Cole Custer will join Logano on the front row for the Kroger 250 Play: NASCAR Fantasy Live RELATED: Full lineup for Kroger 250 Joey Logano won the Keystone Light Pole Award for Saturday's Kroger 250 at Martinsville Speedway (2:30 p.m. ET, FOX Sports 1). Logano turned the fastest lap in the final round of the three-round group qualifying session to earn the top starting spot, setting a new track record with a lap of 97.088 mph. It was a sweep of poles this weekend for the 24-year-old driver as Logano also took the Coors Light Pole Award for Sunday's STP 500 (1 p.m. ET, FOX Sports 1). Joining him on the front row will be Cole Custer (96.622 mph), who is making the first Camping World Truck Series start for JR Motorsports. The second row will consist of Cameron Hayley (96.499 mph) and Erik Jones (96.357 mph). Tyler Reddick enters the race as the series points leader, while two-time defending series champion Matt Crafton is just two points behind him. Reddick will start seventh, while Crafton, the defending race winner, will start 13th. The Kroger 250 is the third of 23 races this season in the NASCAR Camping World Truck Series. After the Martinsville race, the series is off again for just over a month before resuming its schedule on May 8 at Kansas Speedway . MORE: READ: Latest NASCAR news PLAY: Sign up for Fantasy Live WATCH: Latest NASCAR video FOLLOW LIVE: Get RaceView today FULL SERIES COVERAGE • Latest news • Standings • Schedule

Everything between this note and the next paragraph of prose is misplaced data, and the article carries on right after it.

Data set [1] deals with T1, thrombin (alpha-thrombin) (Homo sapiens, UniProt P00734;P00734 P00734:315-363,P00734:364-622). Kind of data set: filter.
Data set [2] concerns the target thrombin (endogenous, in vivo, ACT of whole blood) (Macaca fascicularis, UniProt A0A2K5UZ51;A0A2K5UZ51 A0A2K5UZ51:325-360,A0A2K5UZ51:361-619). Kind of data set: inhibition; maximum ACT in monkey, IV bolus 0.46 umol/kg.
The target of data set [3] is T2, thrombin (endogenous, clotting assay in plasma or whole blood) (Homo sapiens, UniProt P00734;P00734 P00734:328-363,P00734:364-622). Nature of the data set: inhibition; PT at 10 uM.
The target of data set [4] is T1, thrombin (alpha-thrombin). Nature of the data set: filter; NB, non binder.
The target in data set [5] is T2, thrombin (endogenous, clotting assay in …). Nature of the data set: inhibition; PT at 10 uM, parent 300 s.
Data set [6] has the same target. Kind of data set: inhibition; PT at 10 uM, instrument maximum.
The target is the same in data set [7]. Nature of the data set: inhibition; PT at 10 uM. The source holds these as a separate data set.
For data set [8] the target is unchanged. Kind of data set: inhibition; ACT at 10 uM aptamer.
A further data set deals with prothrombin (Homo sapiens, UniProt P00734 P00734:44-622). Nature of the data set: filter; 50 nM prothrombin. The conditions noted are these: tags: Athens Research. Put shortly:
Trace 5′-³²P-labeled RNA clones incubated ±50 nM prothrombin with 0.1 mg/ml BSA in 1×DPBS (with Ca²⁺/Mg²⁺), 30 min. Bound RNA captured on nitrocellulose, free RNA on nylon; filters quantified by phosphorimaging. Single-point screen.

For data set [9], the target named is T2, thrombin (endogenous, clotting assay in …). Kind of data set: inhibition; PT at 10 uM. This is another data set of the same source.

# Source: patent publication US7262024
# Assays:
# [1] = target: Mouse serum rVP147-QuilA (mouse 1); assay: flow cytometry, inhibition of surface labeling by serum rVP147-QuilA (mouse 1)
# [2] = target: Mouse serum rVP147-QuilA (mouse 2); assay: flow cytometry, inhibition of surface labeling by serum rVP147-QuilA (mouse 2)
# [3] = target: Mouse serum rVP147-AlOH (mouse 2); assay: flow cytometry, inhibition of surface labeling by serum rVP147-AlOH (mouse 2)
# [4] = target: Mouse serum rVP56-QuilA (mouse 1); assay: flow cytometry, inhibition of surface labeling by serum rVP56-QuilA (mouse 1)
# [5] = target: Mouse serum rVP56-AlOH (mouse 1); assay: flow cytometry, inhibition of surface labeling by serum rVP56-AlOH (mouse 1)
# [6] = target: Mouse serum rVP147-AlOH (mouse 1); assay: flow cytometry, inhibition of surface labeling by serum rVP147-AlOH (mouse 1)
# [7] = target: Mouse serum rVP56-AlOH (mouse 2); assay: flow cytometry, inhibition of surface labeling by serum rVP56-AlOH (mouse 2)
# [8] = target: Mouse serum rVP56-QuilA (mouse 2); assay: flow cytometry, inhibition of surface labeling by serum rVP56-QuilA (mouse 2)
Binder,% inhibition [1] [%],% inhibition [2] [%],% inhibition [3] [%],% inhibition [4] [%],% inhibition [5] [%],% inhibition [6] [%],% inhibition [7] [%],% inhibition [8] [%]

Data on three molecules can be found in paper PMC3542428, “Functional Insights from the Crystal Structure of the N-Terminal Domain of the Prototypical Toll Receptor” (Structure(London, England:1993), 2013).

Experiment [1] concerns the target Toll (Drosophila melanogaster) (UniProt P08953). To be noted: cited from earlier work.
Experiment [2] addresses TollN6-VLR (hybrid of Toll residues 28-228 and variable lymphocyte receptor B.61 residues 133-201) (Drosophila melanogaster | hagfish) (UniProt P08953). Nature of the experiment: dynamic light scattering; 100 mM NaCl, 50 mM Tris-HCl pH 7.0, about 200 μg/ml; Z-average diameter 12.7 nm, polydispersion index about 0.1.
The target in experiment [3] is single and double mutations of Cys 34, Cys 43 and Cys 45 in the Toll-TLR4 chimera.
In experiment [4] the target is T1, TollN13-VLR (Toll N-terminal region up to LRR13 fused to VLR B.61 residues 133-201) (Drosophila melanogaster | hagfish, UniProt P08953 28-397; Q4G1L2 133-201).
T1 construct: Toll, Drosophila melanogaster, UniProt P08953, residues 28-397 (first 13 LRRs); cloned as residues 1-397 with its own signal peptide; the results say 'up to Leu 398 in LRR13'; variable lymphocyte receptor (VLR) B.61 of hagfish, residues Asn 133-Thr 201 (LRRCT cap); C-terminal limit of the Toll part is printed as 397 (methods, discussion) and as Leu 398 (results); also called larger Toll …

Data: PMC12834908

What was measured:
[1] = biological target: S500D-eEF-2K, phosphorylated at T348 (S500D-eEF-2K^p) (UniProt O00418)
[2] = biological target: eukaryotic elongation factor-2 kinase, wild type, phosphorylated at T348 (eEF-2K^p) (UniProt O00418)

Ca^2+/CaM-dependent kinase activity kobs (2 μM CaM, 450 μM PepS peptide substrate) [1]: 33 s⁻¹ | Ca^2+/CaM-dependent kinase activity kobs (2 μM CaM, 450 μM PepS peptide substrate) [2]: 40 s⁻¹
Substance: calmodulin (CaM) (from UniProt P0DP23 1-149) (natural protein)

Denny Hamlin paced the field in Saturday's opening practice Vote: Who will win at Martinsville? " Play: NASCAR Fantasy Live RELATED: Practice results After qualifying 15th on Friday, Denny Hamlin powered his No. 11 Toyota to the top of the leaderboard during Saturday's NASCAR Sprint Cup practice for Sunday's STP 500 (1 p.m. ET, FOX Sports 1) at Martinsville Speedway . The Joe Gibbs Racing driver posted a speed of 97.113 mph and has won four times at the paperclip oval, ranking third among active drivers in NASCAR's premier series. Just behind Hamlin was Jimmie Johnson , who wheeled his No. 48 Hendrick Motorsports Chevrolet at 96.988 mph around the short track after overcoming an electrical issue midway through practice. Rounding out the top five were Hendrick Motorsports teammates Jeff Gordon and Kasey Kahne , followed by Joe Gibbs Racing 's Carl Edwards . Coors Light Pole Award winner Joey Logano didn't show quite as much speed in today's practice session, ranking 15th on the leaderboard. Since qualifying 17th yesterday, reigning Sprint Cup champion Kevin Harvick seemed to have found his groove around the short track today, posting the 10th-fastest speed in the field. A little further back was Chase Elliott , who is making his Sprint Cup debut with Hendrick Motorsports in Sunday's STP 500 . The 19-year-old posted the 20th-fastest speed. Final Practice " Results Defending STP 500 winner Kurt Busch finally showed his speed during the final practice at Martinsville Speedway , powering his No. 41 Stewart Haas Racing Chevrolet at 97.098 mph around the 0.526-mile track. Jimmie Johnson 's momentum from the earlier practice continued, as the No. 48 driver once again posted the runner-up speed on the leaderboard of 96.810 mph. Following Johnson was Hendrick Motorsports teammate Jeff Gordon , along with Joe Gibbs Racing 's Denny Hamlin , who topped the leaderboard in practice earlier in the day. Richard Childress Racing 's Ryan Newman , who posted the fastest speed during Friday's Sprint Cup practice session, rounded out the top five. Coors Light Pole Award winner Joey Logano seemed to find his power again in this practice, putting up the seventh-fastest speed on the leaderboard. Right behind Logano was 2014 Sprint Cup champion Kevin Harvick , who posted the eighth-fastest speed in his No. 4 Stewart Haas Racing Chevrolet. Dale Earnhardt Jr ., the last driver to celebrate a Sprint Cup win at Martinsville, continued to run in the middle of the pack, putting up the 18th-fastest speed. Chase Elliott , who will be making his first start in a Sprint Cup car with Hendrick Motorsports , slowed a bit in the final practice, ranking 27th on the leaderboard. The 19-year-old will make his Sprint Cup debut from the 27th position in Sunday's STP 500 . MORE: READ: Latest NASCAR news PLAY: Sign up for Fantasy Live WATCH: Latest NASCAR video FOLLOW LIVE: Get RaceView today FULL SERIES COVERAGE • Latest news • Standings • Schedule